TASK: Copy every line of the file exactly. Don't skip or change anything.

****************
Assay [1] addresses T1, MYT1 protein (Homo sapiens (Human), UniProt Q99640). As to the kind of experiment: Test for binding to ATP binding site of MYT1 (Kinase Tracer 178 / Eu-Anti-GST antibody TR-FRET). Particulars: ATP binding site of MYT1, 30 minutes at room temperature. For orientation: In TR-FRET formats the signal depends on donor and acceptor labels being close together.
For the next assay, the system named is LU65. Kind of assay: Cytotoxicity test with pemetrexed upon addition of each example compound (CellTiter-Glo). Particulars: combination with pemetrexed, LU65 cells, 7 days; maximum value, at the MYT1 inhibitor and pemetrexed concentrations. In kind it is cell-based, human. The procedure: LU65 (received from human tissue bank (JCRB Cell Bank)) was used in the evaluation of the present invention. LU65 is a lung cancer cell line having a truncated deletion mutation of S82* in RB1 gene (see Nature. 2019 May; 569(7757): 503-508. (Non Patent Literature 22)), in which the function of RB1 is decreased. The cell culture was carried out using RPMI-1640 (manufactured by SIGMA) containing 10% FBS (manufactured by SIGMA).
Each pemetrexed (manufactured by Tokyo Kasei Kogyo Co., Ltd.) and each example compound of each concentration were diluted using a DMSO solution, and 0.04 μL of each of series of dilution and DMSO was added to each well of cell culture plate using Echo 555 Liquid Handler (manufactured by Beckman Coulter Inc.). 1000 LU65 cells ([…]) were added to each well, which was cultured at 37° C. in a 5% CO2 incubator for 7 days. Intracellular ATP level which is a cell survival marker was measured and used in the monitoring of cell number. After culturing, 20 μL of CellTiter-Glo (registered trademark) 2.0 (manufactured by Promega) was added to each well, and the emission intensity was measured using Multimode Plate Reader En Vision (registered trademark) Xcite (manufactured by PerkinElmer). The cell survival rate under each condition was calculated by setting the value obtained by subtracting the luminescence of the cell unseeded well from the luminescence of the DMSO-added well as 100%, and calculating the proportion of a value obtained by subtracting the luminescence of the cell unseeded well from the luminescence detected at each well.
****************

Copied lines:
Assay [1] addresses T1, MYT1 protein (Homo sapiens (Human), UniProt Q99640). As to the kind of experiment: Test for binding to ATP binding site of MYT1 (Kinase Tracer 178 / Eu-Anti-GST antibody TR-FRET). Particulars: ATP binding site of MYT1, 30 minutes at room temperature. For orientation: In TR-FRET formats the signal depends on donor and acceptor labels being close together.
For the next assay, the system named is LU65. Kind of assay: Cytotoxicity test with pemetrexed upon addition of each example compound (CellTiter-Glo). Particulars: combination with pemetrexed, LU65 cells, 7 days; maximum value, at the MYT1 inhibitor and pemetrexed concentrations. In kind it is cell-based, human. The procedure: LU65 (received from human tissue bank (JCRB Cell Bank)) was used in the evaluation of the present invention. LU65 is a lung cancer cell line having a truncated deletion mutation of S82* in RB1 gene (see Nature. 2019 May; 569(7757): 503-508. (Non Patent Literature 22)), in which the function of RB1 is decreased. The cell culture was carried out using RPMI-1640 (manufactured by SIGMA) containing 10% FBS (manufactured by SIGMA).
Each pemetrexed (manufactured by Tokyo Kasei Kogyo Co., Ltd.) and each example compound of each concentration were diluted using a DMSO solution, and 0.04 μL of each of series of dilution and DMSO was added to each well of cell culture plate using Echo 555 Liquid Handler (manufactured by Beckman Coulter Inc.). 1000 LU65 cells ([…]) were added to each well, which was cultured at 37° C. in a 5% CO2 incubator for 7 days. Intracellular ATP level which is a cell survival marker was measured and used in the monitoring of cell number. After culturing, 20 μL of CellTiter-Glo (registered trademark) 2.0 (manufactured by Promega) was added to each well, and the emission intensity was measured using Multimode Plate Reader En Vision (registered trademark) Xcite (manufactured by PerkinElmer). The cell survival rate under each condition was calculated by setting the value obtained by subtracting the luminescence of the cell unseeded well from the luminescence of the DMSO-added well as 100%, and calculating the proportion of a value obtained by subtracting the luminescence of the cell unseeded well from the luminescence detected at each well.